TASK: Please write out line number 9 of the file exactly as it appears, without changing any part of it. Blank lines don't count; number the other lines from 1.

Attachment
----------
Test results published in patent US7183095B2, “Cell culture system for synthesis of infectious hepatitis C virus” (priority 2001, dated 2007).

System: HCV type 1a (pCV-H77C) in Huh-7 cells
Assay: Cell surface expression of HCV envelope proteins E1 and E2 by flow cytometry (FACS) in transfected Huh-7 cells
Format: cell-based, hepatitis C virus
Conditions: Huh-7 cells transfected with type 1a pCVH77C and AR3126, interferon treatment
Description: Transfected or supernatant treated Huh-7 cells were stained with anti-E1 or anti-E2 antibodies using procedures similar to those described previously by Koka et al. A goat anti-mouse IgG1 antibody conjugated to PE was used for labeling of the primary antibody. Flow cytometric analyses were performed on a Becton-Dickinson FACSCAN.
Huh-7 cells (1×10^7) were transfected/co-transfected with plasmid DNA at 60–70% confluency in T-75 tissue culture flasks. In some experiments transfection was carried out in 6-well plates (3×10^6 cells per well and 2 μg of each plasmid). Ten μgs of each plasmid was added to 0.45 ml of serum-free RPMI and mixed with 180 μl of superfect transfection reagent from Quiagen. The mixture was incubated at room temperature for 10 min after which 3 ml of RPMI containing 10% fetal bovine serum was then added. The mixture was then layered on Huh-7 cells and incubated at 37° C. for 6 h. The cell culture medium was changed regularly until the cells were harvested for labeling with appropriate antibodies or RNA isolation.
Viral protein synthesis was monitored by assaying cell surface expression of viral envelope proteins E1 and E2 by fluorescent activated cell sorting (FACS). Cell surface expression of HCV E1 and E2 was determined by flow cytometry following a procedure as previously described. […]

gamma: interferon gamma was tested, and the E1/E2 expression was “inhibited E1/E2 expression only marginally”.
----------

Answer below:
gamma: interferon gamma was tested, and the E1/E2 expression was “inhibited E1/E2 expression only marginally”.